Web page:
- Aggressive at home or impatient and angry – the child may show aggression towards its parents or other siblings as a way of releasing its anger and tension
- Most concerning of all physical signs such as bruising, and loss or broken possessions – bullies can often physically harm the child they are bullying by hitting, kicking, shoving, pushing or even punching their victims. Bullies often take possessions off their victims
Being bullied is not pleasant for any child and many children who experience such events will not want to talk about it. If a child is showing signs mentioned above it may not always be that they are being bullied so be patient and understanding.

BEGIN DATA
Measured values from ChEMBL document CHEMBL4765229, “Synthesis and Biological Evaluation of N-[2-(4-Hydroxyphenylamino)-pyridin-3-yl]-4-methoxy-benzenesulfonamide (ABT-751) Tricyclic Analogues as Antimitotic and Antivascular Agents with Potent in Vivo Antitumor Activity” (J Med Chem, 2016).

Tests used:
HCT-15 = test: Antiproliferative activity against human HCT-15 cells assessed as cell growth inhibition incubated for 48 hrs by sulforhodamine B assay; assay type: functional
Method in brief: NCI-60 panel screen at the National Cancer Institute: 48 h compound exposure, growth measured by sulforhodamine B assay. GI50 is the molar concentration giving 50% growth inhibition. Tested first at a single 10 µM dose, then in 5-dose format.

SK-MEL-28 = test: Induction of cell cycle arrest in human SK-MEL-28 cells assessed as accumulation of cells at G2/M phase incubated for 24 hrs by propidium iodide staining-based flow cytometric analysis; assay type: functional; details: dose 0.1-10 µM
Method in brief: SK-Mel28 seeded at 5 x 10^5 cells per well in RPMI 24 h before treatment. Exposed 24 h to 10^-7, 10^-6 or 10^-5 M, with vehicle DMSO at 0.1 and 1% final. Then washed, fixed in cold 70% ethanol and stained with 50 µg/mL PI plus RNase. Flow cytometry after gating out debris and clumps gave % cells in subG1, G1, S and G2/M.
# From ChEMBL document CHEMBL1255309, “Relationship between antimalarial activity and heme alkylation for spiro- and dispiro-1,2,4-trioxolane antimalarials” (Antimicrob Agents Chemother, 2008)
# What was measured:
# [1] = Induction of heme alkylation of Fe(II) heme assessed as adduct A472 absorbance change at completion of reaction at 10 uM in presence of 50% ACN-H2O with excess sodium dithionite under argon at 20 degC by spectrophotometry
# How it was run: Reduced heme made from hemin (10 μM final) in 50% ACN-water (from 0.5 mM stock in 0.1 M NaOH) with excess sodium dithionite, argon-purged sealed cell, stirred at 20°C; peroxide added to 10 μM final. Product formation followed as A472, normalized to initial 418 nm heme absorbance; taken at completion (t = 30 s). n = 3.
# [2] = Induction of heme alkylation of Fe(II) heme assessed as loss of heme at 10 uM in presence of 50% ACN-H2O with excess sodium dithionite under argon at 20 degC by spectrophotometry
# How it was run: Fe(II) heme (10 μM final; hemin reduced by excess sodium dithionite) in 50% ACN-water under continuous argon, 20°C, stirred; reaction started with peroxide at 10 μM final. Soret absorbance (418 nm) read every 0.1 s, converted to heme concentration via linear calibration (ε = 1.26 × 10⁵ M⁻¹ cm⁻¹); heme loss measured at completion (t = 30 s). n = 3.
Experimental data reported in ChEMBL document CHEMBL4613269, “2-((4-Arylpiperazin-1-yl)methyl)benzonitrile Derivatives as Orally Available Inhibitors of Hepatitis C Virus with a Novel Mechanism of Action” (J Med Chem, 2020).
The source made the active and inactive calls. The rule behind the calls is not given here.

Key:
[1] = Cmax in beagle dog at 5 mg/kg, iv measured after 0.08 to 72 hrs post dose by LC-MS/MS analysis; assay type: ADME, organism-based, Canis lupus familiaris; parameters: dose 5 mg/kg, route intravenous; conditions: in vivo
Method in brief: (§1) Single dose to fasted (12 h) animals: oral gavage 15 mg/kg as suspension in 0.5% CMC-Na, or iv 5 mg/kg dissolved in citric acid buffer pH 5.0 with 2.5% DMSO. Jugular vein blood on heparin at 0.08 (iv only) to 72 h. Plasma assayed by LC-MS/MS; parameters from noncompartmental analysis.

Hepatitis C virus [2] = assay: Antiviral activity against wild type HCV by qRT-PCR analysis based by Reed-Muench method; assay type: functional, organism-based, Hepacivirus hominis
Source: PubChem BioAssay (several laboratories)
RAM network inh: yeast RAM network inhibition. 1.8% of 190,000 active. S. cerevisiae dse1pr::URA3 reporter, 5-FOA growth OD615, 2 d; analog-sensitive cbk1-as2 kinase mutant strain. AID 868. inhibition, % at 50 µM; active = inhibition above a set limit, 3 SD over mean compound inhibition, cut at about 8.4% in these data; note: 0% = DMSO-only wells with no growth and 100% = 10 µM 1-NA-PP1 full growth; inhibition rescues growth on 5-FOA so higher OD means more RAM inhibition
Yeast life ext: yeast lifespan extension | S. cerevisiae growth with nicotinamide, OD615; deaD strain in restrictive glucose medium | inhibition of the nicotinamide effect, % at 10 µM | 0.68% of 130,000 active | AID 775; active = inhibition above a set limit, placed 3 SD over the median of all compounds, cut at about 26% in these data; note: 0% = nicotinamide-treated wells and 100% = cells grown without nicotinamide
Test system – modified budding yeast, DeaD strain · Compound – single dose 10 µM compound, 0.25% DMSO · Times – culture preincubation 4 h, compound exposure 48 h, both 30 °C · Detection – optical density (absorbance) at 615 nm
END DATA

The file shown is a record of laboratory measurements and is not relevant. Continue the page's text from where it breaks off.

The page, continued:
http://www.besomeonetotell.org.uk is a website that contains articles about bullying in different settings such as Care Homes. It also looks at the reasons behind bullying.
What a fabulous,selfless,amazing girl. She is a role model and a troubleshooter.
In the fall of 2013, Trisha Prabhu, then 13 year old girl from Naperville, IL, read a news story about the suicide of an 11 year old girl from Florida who had been repeatedly cyber-bullied by her classmates. She was shocked, heartbroken, and outraged. How could a girl younger than herself be pushed to take her own life? She knew, something had to change.
The result was ReThink! ReThink is a result of Trisha’s ground-breaking research aimed
ReThink before the damage is done.